Display messages on screen, turn command-echoing on or off.
ECHO [ON | OFF]
ON : Display each line of the batch on screen (default)
OFF : Only display the command output on screen
message : a string of characters to display
Type ECHO without parameters to display the current echo setting (ON or OFF). In most batch files you will want ECHO OFF, turning it ON can be useful when debugging a problematic batch script.
In a batch file, the @ symbol is the same as ECHO OFF applied to the current line only.
Normally a command is executed and takes effect from the next line onwards, @ is a rare example of a command that takes effect immediately.
Command characters will normally take precedence over the ECHO statement, e.g. The redirection and pipe characters: & < > | ON OFF .
To override this behaviour you can escape each command character with ^ as follows:
ECHO Nice ^&Easy
ECHO Salary is ^> Commision
ECHO Name ^| Username ^| Expiry Date
ECHO:Off On Holiday
Echo a Variable
To display a department variable:
If the variable does not exist - ECHO will simply return the text "%v_department%"
This can be extended to search and replace parts of a variable or display substrings of a variable. You can also redirect the echoed output from the screen into a file.
Echo a file
see the TYPE command for this
Echo a sound
The following command in a batch file will trigger the default beep on most PC's
Use Ctrl-G (or 'Alt' key, and 7 on the numeric keypad) to get this character (ascii 7)
Alternatively where a sound card is available:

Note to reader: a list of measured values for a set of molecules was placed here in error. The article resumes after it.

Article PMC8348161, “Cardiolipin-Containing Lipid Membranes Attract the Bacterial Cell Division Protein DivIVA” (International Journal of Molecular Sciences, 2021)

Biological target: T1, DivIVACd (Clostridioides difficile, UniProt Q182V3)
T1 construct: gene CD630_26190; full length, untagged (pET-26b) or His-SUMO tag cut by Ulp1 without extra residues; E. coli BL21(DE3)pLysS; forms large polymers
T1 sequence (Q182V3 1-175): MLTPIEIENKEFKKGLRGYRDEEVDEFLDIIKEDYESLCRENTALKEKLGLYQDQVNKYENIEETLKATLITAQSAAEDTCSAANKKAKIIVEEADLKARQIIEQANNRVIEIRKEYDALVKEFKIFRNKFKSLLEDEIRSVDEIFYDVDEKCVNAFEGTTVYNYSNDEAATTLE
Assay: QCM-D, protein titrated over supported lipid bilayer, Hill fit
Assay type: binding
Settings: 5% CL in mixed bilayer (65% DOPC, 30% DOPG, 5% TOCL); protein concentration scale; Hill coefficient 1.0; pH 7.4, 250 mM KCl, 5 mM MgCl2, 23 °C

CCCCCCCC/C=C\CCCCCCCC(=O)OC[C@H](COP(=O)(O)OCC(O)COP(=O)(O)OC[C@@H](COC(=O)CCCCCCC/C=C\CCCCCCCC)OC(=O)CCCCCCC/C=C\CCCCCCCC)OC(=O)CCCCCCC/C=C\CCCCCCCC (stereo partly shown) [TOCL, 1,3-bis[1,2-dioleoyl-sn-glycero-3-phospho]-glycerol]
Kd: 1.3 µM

START/min sndrec32 /play /close %windir%mediading.wav
START/min mplay32 /play /close %windir%mediading.wav
Echo a blank line
The following command in a batch file will produce an empty line
Echo text into a stream
Streams allow one file to contain several separate forks of information (like the macintosh resource fork)
The general syntax is
Echo Text_String > FileName:StreamName
Only the following commands support the File:Stream syntax - ECHO, MORE, FOR
Echo This is stream1 > myfile.dat:stream1
Echo This is stream2 > myfile.dat:stream2
More < myfile.dat:stream1
More < myfile.dat:stream2
FOR /f "delims=*" %%G in (myfile.dat:stream1) DO echo %%G
FOR /f "delims=*" %%G in (myfile.dat:stream2) DO echo %%G
A data stream file can be successfully copied and renamed despite the fact that most applications and commands will report a zero length file. The file size can be calculated from remaining free space. The file must always reside on an NTFS volume.
About the Author
FortyPoundHead has posted a total of 1974 articles.
Comments On This Post
No comments on this post yet!
Do you have a thought relating to this post? You can post your comment here. If you have an unrelated question, you can use the Q&A section to ask it.
Or you can drop a note to the administrators if you're not sure where you should post.